By the time the Kemp unit returned to the U.S. in 1931, Berigan, like fellow trumpeter Manny Klein, became a sought-after studio musician; Fred Rich, Freddy Martin and Ben Selvin were just some who sought his services for record dates. Berigan recorded his first vocal, “At Your Command”, with Rich that year. From late 1932 through 1933, Berigan was also employed by Paul Whiteman, before playing with Abe Lyman’s band in 1934.

“The Prisoner’s Song”

He continued freelancing in the recording and radio studios, most notably with the Dorsey Brothers and on Glenn Miller’s earliest recording date as a leader in 1935, playing on “Solo Hop”. At the same time, however, Berigan made the association that graduated him to fame in his own right: he joined Benny Goodman’s re-forming band. Legendary jazz talent scout and producer John Hammond, who also became Goodman’s brother-in-law in due course, later wrote that he helped persuade Gene Krupa to re-join Goodman, with whom he’d had an earlier falling-out, by mentioning that Berigan, whom Krupa admired, was already committed to the new ensemble. With Berigan and Krupa both on-board, the Goodman band made the legendary, often disheartening tour that ended with their unexpectedly headline-making stand at the Palomar Ballroom in Los Angeles, the stand often credited with the “formal” launch of the swing era. Berigan left Goodman to spend some time with Tommy Dorsey’s orchestra; his solo on the Dorsey hit “Marie” became considered one of his signature performances. Then, in 1937, Berigan assembled a band to record under his name, picking the then-little known Ira Gershwin/Vernon Duke composition, “I Can’t Get Started“. Berigan’s crisp trumpet work and passable vocal made the song the biggest hit of his career and his theme for the rest of his life. Berigan modeled his trumpet style in part on Louis Armstrong’s style, and often acknowledged Armstrong as his own idol. Armstrong, for his part, returned the compliment after Berigan’s death, saying the only thing wrong with Berigan was that he died too young.

“A Study In Brown”

Berigan got the itch to lead his own band full-time and did so for about three years. Some of their records were equal in standard to the sides he cut with Goodman and Dorsey, but they weren’t financially successful and Berigan was known to fret over a business sense that wasn’t quite equal to his musical talent. Bunny also began a torrid affair with singer Lee Wiley around this time. Already a heavy drinker, the business stress of bandleading drove Berigan to drink even more heavily. Nevertheless, musicians considered him an excellent bandleader; several notable players came into and out of the Berigan orchestra during its short life: Buddy Rich (a fellow Dorsey alumnus), Gus Bivona, Davie Tough, Danny Richards, Joe Bushkin, Ray Conniff, Ruth Bradley, Hank Wayland, Jack Sperling, Bama Warwick, Helen Ward, Sid Weiss, Morty Stuhlmaker, Hymie Shertzer, Bob Jenney, Al Jennings, Buddy Koss, Steve Lipkins, Kathleen Lane, Joe Dixon, Georgie Auld, Joe Lipman, George Wettling, Clyde Rounds, and Tommy Morgan.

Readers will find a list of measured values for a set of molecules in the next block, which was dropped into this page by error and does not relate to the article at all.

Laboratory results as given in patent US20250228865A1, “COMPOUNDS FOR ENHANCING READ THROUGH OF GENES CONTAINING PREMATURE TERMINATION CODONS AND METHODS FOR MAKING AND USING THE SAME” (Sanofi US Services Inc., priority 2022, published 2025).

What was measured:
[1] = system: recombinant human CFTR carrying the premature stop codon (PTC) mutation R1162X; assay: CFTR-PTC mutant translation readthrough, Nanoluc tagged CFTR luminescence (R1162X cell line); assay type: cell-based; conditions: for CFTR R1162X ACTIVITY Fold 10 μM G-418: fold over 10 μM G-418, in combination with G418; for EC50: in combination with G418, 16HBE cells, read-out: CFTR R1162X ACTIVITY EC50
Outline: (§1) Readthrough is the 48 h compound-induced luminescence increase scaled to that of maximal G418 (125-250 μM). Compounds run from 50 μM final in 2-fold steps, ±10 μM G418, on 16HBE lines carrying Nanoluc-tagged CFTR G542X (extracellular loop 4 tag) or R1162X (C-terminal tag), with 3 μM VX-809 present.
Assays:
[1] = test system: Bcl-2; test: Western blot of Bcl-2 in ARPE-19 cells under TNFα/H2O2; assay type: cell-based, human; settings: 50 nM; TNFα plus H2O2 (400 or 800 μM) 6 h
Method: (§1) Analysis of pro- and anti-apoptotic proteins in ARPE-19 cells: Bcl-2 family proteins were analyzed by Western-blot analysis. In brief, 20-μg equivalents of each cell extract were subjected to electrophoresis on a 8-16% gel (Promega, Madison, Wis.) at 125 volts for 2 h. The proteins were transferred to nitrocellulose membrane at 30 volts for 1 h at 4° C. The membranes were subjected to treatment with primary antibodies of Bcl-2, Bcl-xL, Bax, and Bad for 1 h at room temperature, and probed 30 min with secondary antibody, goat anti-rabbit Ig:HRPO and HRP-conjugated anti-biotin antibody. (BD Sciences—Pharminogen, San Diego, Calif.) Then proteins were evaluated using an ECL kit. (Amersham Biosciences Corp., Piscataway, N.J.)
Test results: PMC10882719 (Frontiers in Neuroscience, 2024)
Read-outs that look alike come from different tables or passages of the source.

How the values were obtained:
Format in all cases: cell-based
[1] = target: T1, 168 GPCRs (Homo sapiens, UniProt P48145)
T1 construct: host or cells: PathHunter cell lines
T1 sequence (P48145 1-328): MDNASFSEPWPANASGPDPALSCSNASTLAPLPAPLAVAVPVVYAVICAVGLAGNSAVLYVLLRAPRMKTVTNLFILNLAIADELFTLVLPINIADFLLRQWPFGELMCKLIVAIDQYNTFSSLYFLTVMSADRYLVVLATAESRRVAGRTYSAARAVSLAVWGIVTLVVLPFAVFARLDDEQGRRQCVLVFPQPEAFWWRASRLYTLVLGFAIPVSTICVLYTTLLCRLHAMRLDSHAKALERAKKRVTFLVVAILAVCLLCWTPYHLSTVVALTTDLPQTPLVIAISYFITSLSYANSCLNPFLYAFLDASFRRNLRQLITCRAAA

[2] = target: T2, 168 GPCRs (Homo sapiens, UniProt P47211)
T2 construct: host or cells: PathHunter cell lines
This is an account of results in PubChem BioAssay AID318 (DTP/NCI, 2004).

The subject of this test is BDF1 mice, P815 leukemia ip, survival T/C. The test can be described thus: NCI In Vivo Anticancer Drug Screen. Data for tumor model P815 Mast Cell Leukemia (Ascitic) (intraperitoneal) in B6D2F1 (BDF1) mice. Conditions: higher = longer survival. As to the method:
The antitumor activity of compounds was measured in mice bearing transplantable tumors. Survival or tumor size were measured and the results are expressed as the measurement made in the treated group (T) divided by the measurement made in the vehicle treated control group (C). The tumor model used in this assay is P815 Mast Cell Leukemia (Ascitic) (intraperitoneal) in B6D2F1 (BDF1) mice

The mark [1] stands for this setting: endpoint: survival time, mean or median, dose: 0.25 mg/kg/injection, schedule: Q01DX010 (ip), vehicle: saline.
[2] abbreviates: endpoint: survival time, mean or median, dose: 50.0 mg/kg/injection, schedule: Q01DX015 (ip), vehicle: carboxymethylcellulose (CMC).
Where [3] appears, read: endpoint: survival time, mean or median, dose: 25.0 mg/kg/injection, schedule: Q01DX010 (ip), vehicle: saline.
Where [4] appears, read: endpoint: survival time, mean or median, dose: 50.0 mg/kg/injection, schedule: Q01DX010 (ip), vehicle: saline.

“Small Fry”

Berigan was also a fixture on CBS Radio’s Saturday Night Swing Club broadcasts from 1937 to 1940, a coast-to-coast broadcast that helped further popularize jazz as the swing era climbed to its peak. Berigan’s business troubles drove him to declare bankruptcy in 1940 and re-join Tommy Dorsey for a brief period before leaving to form a new small group to play mostly one-night stands. By this time, however, the touring grind became too much: during one such tour, Berigan was hospitalized with pneumonia in Pittsburgh, Pennsylvania. But his doctors discovered worse news: Berigan by now was stricken with cirrhosis of the liver. His doctors advised him to stop drinking and to stop playing the trumpet for an undetermined length of time. Berigan couldn’t do either. He returned to New York City and suffered a massive hemorrhage on May 30, 1942. He died two days later in the hospital at age 33. He was survived by his wife, Donna, and his two young daughters, Patricia and Joyce.[2][3] He was buried in St. Mary’s Cemetery south of Fox Lake.[4] His 1937 recording of “I Can’t Get Started” was used in the film Save the Tiger (1973), the Roman Polanski film Chinatown (1974), and a Martin Scorsese short film,The Big Shave (1967). Fox Lake, Wisconsin has kept his memory and influence alive with an annual Bunny Berigan Jazz Jubilee since the early 1970s. At least one of Berigan’s Saturday Night Swing Club dates, a performance from Manhattan Center in New York on 26 September 1939, has survived to circulate among jazz and old-time radio collectors alike.

“Caravan”

Sources: wikipedia, youtube,imdb.com

Vernon Duke

Vernon Duke (10 October [O.S. 27 September] 1903 – January 16, 1969) was a RussianAmericancomposer/songwriter, who also wrote under his original name Vladimir Dukelsky. He is best known for “Taking a Chance on Love” with lyrics by Ted Fetter and John Latouche, “I Can’t Get Started” with lyrics by Ira Gershwin, “April in Paris” with lyrics by E. Y. (“Yip”) Harburg (1932), and “What Is There To Say” for the Ziegfeld Follies of 1934, also with Harburg. He wrote the words and music for “Autumn in New York” (1934). Vernon collaborated with lyricists such as Johnny Mercer, Ira Gershwin, Ogden Nash and Sammy Cahn and his works have been performed and recorded by Tony Bennett, Count Basie, Charlie Parker, Wynton Marsalis, Billie Holiday, Benny Goodman, Frank Sinatra and Thelonious Monk.[1]